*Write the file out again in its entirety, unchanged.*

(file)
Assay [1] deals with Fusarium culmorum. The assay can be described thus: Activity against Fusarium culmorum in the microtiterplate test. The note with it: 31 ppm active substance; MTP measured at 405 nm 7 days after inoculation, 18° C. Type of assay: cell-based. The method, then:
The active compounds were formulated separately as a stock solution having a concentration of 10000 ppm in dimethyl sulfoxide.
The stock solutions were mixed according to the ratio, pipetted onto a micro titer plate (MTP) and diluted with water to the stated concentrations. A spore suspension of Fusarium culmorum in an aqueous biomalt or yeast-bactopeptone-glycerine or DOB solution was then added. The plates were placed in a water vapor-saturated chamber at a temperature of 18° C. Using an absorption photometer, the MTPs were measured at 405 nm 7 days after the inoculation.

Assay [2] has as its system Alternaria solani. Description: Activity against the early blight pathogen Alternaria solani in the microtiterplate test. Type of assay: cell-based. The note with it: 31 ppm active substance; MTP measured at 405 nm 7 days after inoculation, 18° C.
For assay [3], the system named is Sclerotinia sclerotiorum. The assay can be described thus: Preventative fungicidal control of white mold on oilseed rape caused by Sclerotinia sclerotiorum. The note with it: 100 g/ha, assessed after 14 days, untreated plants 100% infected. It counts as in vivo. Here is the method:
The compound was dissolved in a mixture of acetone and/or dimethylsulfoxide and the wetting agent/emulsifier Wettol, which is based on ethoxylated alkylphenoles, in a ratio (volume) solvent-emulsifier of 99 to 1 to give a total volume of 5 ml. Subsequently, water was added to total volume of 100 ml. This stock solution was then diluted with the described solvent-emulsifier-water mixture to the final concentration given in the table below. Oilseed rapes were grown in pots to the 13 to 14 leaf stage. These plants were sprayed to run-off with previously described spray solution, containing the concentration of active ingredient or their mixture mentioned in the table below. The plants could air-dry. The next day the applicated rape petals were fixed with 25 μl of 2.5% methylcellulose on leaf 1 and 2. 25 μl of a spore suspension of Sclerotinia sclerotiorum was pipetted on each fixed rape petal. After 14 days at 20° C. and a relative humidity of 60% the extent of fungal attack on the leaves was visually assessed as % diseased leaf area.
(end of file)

Assay [1] deals with Fusarium culmorum. The assay can be described thus: Activity against Fusarium culmorum in the microtiterplate test. The note with it: 31 ppm active substance; MTP measured at 405 nm 7 days after inoculation, 18° C. Type of assay: cell-based. The method, then:
The active compounds were formulated separately as a stock solution having a concentration of 10000 ppm in dimethyl sulfoxide.
The stock solutions were mixed according to the ratio, pipetted onto a micro titer plate (MTP) and diluted with water to the stated concentrations. A spore suspension of Fusarium culmorum in an aqueous biomalt or yeast-bactopeptone-glycerine or DOB solution was then added. The plates were placed in a water vapor-saturated chamber at a temperature of 18° C. Using an absorption photometer, the MTPs were measured at 405 nm 7 days after the inoculation.

Assay [2] has as its system Alternaria solani. Description: Activity against the early blight pathogen Alternaria solani in the microtiterplate test. Type of assay: cell-based. The note with it: 31 ppm active substance; MTP measured at 405 nm 7 days after inoculation, 18° C.
For assay [3], the system named is Sclerotinia sclerotiorum. The assay can be described thus: Preventative fungicidal control of white mold on oilseed rape caused by Sclerotinia sclerotiorum. The note with it: 100 g/ha, assessed after 14 days, untreated plants 100% infected. It counts as in vivo. Here is the method:
The compound was dissolved in a mixture of acetone and/or dimethylsulfoxide and the wetting agent/emulsifier Wettol, which is based on ethoxylated alkylphenoles, in a ratio (volume) solvent-emulsifier of 99 to 1 to give a total volume of 5 ml. Subsequently, water was added to total volume of 100 ml. This stock solution was then diluted with the described solvent-emulsifier-water mixture to the final concentration given in the table below. Oilseed rapes were grown in pots to the 13 to 14 leaf stage. These plants were sprayed to run-off with previously described spray solution, containing the concentration of active ingredient or their mixture mentioned in the table below. The plants could air-dry. The next day the applicated rape petals were fixed with 25 μl of 2.5% methylcellulose on leaf 1 and 2. 25 μl of a spore suspension of Sclerotinia sclerotiorum was pipetted on each fixed rape petal. After 14 days at 20° C. and a relative humidity of 60% the extent of fungal attack on the leaves was visually assessed as % diseased leaf area.